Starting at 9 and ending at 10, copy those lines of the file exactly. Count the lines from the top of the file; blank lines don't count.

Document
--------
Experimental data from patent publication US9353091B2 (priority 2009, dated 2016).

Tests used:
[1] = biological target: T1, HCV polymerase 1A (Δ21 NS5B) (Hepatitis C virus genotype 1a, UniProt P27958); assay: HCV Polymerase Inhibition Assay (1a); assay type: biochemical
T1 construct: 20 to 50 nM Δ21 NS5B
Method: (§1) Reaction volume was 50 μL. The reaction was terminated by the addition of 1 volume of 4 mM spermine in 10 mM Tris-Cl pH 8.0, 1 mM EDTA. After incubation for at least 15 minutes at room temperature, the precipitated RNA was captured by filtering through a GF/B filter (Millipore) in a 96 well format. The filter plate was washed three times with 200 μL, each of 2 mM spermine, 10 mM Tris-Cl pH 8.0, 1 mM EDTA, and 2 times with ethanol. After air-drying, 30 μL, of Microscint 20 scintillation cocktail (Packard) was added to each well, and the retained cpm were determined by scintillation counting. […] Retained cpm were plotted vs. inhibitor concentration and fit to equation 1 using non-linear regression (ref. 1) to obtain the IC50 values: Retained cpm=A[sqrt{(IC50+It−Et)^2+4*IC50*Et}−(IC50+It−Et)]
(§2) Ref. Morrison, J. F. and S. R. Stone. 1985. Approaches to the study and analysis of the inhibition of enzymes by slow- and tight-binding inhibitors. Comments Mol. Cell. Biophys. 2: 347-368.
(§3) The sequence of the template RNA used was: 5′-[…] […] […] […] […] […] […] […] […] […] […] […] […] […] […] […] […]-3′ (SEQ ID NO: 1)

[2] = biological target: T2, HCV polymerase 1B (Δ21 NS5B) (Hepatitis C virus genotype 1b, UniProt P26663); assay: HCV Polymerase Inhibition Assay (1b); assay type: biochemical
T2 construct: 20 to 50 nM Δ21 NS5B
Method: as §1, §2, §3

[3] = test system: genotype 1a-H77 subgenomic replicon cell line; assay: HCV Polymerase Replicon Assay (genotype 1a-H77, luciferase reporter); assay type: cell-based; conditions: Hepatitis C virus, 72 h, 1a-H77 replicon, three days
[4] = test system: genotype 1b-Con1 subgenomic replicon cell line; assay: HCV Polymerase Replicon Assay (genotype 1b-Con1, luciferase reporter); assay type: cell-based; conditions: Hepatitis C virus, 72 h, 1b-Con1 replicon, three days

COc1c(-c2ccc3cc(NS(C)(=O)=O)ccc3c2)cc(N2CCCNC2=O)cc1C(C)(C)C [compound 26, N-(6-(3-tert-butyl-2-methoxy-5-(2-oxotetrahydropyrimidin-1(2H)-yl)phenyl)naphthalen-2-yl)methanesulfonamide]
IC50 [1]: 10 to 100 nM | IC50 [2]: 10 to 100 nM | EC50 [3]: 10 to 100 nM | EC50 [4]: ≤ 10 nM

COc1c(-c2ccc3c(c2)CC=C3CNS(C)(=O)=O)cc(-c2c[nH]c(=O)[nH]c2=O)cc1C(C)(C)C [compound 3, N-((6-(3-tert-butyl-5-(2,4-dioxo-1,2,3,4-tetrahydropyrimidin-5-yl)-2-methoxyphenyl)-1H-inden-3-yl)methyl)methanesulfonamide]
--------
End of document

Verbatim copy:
T2 construct: 20 to 50 nM Δ21 NS5B
Method: as §1, §2, §3